Block #1 Hospital Sketches
Periwinkle Wreath by Becky Brown
We begin the Hospital Sketches applique sampler with Periwinkle Wreath, recalling the Union Hotel Hospital in Georgetown, Washington City.
Union Hotel Hospital
During the Civil War
Hannah Anderson Chandler Ropes (1809-1863) was the matron
at the makeshift hospital.
Matrons were more housekeepers than medical assistants. Hannah would have been in charge of the kitchen, the laundry and the female nurses, although she certainly worked one on one with patients. Hannah was in her early fifties when she arrived in summer, 1862, readying the building to take wounded from the Seven Days campaign near Richmond, Virginia.
Louisa called it the Hurley-Burley House Hospital
Louisa May Alcott (1832-1888)
Louisa published her Hospital Sketches under the pen name "Trib Periwinkle,"
inspiration for our first floral block.
Periwinkle Wreath by Bettina Havig
In a letter to another veteran of the Union Hospital, Louisa wrote:
"My ward is the lower one & I parade that region like a stout brown ghost from six in the morning till nine at night haunting & haunted for when not doing something I am endeavoring to decide what comes next being sure some body is in need of my maternal fussing."
Trib Periwinkle recalled her dwelling at the Hurley Burley House:
"The windows suffered compound fractures...narrow iron beds, spread with thin mattresses like plasters, furnished with pillows in the last stages of consumption... A mirror (let us be elegant!) of the dimensions of a muffin and about as reflective."
What a writer she was!
Patients in a ward built as a hospital with emphasis on
ventilation to keep air-borne diseases from spreading.
The Union Hospital had few windows.
The wards were no better: “A more perfect pestilence-box than this house I never saw.”
An extremely rosy picture, supposedly of a ward at the Union Hospital---
Jenny Lind spool beds for everyone.
Armies were desperate for spaces to care for the overwhelming number of sick and wounded. Louisa arrived soon after the Battle of Fredericksburg. Her patients died of trauma, infection and field amputations but also of measles, pneumonia, typhoid and dysentery.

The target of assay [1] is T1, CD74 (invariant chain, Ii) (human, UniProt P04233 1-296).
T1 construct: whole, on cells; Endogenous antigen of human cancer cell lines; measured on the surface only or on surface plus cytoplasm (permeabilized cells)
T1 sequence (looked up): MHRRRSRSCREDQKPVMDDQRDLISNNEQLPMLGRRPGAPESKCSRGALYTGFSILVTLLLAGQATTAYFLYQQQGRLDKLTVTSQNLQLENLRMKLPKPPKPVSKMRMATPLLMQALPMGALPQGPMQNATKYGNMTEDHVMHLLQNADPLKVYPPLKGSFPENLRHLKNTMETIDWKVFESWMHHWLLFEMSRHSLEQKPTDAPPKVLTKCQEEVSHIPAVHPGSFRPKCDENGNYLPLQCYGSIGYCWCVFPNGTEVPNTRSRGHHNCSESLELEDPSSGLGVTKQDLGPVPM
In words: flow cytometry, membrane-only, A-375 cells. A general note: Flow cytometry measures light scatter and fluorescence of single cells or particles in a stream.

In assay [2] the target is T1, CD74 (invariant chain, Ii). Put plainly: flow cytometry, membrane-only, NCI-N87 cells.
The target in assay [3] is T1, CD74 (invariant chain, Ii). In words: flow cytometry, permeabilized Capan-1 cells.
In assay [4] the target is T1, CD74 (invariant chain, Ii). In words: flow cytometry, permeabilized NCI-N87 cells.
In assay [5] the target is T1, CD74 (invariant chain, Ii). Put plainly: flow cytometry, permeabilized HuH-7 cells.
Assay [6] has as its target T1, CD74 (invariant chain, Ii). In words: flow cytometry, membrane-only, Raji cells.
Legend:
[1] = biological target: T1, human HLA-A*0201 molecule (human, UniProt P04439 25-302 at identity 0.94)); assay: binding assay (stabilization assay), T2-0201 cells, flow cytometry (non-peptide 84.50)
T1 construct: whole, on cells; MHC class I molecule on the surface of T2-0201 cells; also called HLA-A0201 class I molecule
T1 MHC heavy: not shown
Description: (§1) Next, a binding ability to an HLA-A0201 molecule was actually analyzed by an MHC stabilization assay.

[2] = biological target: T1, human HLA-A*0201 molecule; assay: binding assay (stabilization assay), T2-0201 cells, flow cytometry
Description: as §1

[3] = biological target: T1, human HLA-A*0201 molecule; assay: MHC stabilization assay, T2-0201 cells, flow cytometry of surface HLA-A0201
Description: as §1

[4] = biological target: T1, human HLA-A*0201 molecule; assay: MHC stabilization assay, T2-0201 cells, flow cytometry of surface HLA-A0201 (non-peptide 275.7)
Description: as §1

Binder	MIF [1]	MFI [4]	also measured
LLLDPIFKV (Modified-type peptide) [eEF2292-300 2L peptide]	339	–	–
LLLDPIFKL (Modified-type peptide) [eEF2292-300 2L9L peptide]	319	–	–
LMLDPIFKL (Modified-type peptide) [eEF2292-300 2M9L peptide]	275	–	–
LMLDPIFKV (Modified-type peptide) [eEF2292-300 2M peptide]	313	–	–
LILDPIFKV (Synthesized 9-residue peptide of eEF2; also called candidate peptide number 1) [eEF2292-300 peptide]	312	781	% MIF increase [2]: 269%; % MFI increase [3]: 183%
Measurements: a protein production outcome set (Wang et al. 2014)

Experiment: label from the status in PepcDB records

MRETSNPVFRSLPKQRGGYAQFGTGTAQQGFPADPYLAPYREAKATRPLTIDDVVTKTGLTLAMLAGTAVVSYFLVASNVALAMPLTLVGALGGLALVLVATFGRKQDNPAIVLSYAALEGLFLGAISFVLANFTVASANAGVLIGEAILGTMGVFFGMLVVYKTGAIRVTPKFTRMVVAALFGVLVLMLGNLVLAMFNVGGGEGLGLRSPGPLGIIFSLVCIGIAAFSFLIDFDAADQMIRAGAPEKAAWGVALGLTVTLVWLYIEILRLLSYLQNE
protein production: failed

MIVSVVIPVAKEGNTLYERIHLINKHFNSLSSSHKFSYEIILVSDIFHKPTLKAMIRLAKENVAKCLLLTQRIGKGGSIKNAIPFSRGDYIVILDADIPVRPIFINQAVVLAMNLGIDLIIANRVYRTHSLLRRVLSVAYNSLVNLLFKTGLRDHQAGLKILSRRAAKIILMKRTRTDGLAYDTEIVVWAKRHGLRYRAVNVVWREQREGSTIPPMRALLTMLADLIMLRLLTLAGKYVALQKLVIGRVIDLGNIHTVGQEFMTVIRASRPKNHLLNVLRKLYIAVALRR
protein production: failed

Illustration of Louisa in the ward from
a 20th-century edition of Hospital Sketches
"Miss Alcott and I worked together over four dying men and saved all but one....but whether [due to] our sympathy for the poor fellows or we took cold, I know not, but we both have pneumonia and have suffered terribly."Back in Concord Louisa's letters stopped. Young neighbor Julian Hawthorne remembered:
"A hush of suspense fell upon us. Then came an official dispatch from the front. Miss LA had caught the fever and was being invalided home....on my way to and from school I would call at the house for news and go away heavy hearted. Mrs. Alcott would shake her head, pale and sad, and [Sister] Abby's eyelids were red and her smiles gone."Hannah notified Bronson Alcott to come to Washington. On January 20th, the day Louisa's father arrived, Hannah Ropes died with her daughter Alice at hand.
Orchard House, the Alcott home in Concord during the Civil War.
From the Orchard House Museum
Periwinkle Wreath by Janet Perkins
Janet and Bettina are each using a single monochrome print
for their backgrounds.
Wreaths with flowers on the north/south axis and buds on the diagonals
are one of the most popular of 19th century applique designs.
See a post about the history of appliqued wreath blocks here: